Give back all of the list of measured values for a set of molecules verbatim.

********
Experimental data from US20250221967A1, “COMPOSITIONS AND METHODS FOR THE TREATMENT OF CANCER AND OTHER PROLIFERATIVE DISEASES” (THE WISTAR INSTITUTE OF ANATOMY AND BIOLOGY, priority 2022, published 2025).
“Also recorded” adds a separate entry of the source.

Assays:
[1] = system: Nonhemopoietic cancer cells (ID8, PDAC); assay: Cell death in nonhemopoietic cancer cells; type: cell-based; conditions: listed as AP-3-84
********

Experimental data from US20250221967A1, “COMPOSITIONS AND METHODS FOR THE TREATMENT OF CANCER AND OTHER PROLIFERATIVE DISEASES” (THE WISTAR INSTITUTE OF ANATOMY AND BIOLOGY, priority 2022, published 2025).
“Also recorded” adds a separate entry of the source.

Assays:
[1] = system: Nonhemopoietic cancer cells (ID8, PDAC); assay: Cell death in nonhemopoietic cancer cells; type: cell-based; conditions: listed as AP-3-84